Constantinople seems to be a fated city. In the short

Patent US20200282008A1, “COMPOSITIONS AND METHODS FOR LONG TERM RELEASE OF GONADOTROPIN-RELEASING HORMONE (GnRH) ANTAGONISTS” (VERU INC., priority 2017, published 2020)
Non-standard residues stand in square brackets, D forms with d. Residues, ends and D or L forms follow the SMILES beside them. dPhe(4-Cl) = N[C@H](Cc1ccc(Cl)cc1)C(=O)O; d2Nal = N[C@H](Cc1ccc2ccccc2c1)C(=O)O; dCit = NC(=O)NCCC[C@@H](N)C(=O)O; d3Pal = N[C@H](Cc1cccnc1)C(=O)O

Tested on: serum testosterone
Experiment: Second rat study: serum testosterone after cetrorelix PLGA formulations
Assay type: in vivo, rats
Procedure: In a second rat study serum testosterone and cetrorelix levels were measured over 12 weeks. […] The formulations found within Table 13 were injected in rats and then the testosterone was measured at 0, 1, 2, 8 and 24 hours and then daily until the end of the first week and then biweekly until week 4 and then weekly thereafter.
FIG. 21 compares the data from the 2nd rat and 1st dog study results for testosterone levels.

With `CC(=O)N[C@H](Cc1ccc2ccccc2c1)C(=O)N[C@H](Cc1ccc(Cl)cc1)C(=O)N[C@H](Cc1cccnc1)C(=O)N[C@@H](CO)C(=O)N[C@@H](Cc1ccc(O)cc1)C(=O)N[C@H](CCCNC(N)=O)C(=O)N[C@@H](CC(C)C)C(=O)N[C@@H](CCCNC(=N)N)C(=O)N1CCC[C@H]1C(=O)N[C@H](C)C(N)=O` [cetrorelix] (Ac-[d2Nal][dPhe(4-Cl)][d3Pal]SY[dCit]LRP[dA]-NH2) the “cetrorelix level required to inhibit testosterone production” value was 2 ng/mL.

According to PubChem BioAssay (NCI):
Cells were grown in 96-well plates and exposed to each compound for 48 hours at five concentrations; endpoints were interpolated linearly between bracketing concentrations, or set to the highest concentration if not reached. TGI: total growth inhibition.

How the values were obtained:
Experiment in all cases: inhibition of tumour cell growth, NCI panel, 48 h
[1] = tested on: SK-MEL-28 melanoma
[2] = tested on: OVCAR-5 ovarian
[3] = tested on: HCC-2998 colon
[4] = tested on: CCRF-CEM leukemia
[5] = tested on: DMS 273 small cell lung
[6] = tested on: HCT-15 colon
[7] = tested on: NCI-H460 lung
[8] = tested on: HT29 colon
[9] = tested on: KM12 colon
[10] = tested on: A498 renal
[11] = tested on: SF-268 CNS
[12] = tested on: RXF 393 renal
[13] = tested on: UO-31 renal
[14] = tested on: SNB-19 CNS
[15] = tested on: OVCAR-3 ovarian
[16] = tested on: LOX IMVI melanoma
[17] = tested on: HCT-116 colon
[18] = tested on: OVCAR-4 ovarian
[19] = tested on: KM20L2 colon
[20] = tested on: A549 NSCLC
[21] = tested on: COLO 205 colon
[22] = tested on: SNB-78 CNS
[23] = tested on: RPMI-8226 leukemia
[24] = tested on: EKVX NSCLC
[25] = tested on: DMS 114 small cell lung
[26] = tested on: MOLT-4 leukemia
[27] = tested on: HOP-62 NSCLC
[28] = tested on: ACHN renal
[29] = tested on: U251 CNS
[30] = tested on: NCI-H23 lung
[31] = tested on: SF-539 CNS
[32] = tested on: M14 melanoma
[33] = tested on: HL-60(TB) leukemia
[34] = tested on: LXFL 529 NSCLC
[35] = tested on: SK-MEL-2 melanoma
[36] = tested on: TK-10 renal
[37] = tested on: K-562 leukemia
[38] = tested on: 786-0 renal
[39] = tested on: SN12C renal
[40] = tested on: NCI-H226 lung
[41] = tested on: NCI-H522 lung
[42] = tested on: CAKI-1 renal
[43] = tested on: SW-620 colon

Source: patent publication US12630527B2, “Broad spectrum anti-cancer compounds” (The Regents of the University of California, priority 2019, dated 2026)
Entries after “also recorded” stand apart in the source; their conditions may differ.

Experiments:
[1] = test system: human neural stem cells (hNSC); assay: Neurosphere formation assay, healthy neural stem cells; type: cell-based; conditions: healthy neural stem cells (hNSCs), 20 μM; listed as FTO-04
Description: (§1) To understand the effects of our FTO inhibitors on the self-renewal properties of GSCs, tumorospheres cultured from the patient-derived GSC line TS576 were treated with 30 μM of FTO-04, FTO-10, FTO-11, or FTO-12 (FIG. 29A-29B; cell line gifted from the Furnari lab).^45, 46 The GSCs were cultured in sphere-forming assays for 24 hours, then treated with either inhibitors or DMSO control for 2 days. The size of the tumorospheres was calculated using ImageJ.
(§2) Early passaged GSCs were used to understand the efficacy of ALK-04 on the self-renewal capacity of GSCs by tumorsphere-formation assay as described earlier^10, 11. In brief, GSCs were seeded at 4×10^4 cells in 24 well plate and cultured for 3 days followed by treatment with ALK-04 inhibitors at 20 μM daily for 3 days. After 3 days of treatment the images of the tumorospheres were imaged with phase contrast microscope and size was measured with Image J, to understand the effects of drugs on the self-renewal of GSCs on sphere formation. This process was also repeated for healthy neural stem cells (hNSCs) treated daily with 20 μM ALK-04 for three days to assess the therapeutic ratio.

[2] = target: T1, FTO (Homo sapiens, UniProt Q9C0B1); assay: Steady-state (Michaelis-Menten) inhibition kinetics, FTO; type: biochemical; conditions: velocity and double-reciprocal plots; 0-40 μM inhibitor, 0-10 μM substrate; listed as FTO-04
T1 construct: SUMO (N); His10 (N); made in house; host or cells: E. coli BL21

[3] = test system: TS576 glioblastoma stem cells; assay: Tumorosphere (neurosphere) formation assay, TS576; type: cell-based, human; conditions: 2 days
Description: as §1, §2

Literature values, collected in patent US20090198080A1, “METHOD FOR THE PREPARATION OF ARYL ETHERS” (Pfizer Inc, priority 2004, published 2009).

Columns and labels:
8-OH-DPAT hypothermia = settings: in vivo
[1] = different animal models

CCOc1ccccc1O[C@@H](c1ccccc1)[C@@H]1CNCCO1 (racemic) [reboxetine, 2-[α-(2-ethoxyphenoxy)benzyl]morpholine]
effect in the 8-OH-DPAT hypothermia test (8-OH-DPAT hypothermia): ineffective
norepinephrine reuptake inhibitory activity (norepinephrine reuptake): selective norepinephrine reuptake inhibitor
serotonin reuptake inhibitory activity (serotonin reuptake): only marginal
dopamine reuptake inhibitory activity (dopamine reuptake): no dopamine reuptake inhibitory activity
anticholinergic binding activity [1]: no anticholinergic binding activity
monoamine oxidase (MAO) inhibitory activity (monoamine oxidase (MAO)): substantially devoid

space of two years, civil war has watered its streets with blood, a ruthless enemy has beleaguered its gates, conflagration has mouldered its palaces, the pestilence has slain its hundreds, cholera its thou- sands. The last plague has been one of hail. On the 5th of Oc- tober, a shower of ice fell upon the city, so terrible in its nature that neither tiles nor wood could withstand it. The masses were so heavy that they shivered planks half an inch thick, as effectu- ally as musket-balls would have done. The whole city has been unroofed by the storm ; and, to aggravate the general distress, it vas followed by a deluge of rain, against which it had left no shelter to rich or poor. The storm was not confined to the capital: it visited the whole of the line of the B.)sphorus, and extended as far as Belgrade, destroying every thing vegetable and animal that vas exposed to its fury.